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Ambion, Cenix, Qiagen, Agilent Technologies


Ambion and Cenix said this week that they have ready for sale siRNAs for more than 98 percent of all human, mouse, and rat genes listed in the public RefSeq database. The news comes about six months after the companies said that they had teamed up to commercialize a human genome-wide library of siRNAs.

"The original project was meant to only deal with the human genome," Cenix CEO and CSO Chris Echeverri said. "But since then, the relationship between the companies has been getting stronger and stronger, and we’ve been expanding the scope of our collaboration." Under the companies arrangement, Dresden, Germany-based Cenix is responsible for the siRNA designs and their update as the genome is annotated. Ambion, of Austin, Texas, handles all marketing and distribution.

According to Echeverri, the designs have been completed for at least three siRNAs per gene in the three genomes. “People can start ordering these now,” he said.

Cenix and Ambion’s announcement comes almost a month after Qiagen reported that it had begun designing a genome-wide siRNA collection for Novartis. At that time, Qiagen’s vice president of gene silencing Patrick Weiss said that it was, as far as he knew, it was the first time a company had undertaken development of a genome-wide siRNA library for a single customer.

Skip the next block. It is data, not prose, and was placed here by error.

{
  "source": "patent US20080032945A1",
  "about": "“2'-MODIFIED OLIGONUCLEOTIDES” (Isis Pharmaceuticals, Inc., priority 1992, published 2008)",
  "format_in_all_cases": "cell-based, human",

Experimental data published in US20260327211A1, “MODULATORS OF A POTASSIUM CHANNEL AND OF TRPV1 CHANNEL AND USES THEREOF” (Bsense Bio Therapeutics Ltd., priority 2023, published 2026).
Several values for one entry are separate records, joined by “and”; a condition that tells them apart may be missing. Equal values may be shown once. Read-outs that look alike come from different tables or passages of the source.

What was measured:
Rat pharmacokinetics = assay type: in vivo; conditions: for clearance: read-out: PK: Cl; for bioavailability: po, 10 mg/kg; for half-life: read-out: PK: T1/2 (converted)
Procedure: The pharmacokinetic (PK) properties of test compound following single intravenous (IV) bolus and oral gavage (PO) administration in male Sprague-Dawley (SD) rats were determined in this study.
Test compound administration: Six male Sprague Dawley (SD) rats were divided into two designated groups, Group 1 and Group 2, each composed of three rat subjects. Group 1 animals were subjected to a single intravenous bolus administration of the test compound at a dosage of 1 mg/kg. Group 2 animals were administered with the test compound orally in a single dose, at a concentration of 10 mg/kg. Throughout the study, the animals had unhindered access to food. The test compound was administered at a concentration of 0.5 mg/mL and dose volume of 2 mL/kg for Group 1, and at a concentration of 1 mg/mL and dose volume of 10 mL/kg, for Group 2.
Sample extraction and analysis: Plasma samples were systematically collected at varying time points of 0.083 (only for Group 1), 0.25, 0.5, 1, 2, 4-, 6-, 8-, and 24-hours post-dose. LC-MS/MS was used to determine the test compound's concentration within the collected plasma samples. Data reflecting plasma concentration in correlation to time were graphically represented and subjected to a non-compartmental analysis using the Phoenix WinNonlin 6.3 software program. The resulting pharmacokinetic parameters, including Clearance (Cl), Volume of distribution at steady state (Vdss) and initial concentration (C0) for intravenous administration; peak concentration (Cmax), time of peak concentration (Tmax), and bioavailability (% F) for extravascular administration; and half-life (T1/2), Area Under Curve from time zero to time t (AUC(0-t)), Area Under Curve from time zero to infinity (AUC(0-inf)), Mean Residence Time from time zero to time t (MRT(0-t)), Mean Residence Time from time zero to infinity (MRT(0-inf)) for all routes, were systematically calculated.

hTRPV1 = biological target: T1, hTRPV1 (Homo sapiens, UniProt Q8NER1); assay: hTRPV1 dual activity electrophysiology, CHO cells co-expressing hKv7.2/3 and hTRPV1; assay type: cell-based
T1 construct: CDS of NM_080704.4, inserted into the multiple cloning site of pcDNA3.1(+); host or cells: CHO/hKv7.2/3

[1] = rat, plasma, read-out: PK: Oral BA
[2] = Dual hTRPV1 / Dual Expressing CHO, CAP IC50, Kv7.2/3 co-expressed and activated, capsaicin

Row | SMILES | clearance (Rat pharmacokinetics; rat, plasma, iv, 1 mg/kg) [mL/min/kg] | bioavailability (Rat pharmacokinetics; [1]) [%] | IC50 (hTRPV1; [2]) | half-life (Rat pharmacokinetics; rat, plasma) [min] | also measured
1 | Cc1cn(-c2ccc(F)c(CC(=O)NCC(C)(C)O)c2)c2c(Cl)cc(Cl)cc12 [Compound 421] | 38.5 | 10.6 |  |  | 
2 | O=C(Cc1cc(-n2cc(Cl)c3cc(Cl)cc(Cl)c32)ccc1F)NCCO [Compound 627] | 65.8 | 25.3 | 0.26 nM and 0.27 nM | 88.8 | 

Qiagen expects the Novartis library to be ready by the end of October.

Agilent Technologies and Qiagen said this week that they have combined their respective technologies to develop a system for the optimization and analysis of siRNA transfection.

The companies said that they combined Qiagen’s TransMessenger and RNAiFect transfection reagents and fluorescently tagged siRNAs with Agilent’s 2100 bioanalyzer and LabChip kits. The companies added that they are also working to develop applications to monitor the silencing effect of RNAi by antibody staining of cells or analysis of endpoint RT-PCR results.

The Scan

Booster for At-Risk

The New York Times reports that the US Food and Drug Administration has authorized a third dose of the Pfizer-BioNTech SARS-CoV-2 vaccine for people 65 and older or at increased risk.

Preprints OK to Mention Again

Nature News reports the Australian Research Council has changed its new policy and now allows preprints to be cited in grant applications.

Hundreds of Millions More to Share

The US plans to purchase and donate 500 million additional SARS-CoV-2 vaccine doses, according to the Washington Post.

Nature Papers Examine Molecular Program Differences Influencing Neural Cells, Population History of Polynesia

In Nature this week: changes in molecular program during embryonic development leads to different neural cell types, and more.